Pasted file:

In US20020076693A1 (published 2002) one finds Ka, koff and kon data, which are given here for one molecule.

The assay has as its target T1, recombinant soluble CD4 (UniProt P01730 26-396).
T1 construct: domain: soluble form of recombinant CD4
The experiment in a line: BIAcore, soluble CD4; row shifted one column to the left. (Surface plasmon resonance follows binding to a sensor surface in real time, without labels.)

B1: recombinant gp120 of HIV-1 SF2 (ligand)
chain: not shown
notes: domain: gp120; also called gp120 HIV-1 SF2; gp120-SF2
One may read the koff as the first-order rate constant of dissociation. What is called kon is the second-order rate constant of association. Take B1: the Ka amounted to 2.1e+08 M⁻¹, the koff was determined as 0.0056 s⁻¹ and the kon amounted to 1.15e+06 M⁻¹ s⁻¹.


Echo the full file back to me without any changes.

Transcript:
In US20020076693A1 (published 2002) one finds Ka, koff and kon data, which are given here for one molecule.

The assay has as its target T1, recombinant soluble CD4 (UniProt P01730 26-396).
T1 construct: domain: soluble form of recombinant CD4
The experiment in a line: BIAcore, soluble CD4; row shifted one column to the left. (Surface plasmon resonance follows binding to a sensor surface in real time, without labels.)

B1: recombinant gp120 of HIV-1 SF2 (ligand)
chain: not shown
notes: domain: gp120; also called gp120 HIV-1 SF2; gp120-SF2
One may read the koff as the first-order rate constant of dissociation. What is called kon is the second-order rate constant of association. Take B1: the Ka amounted to 2.1e+08 M⁻¹, the koff was determined as 0.0056 s⁻¹ and the kon amounted to 1.15e+06 M⁻¹ s⁻¹.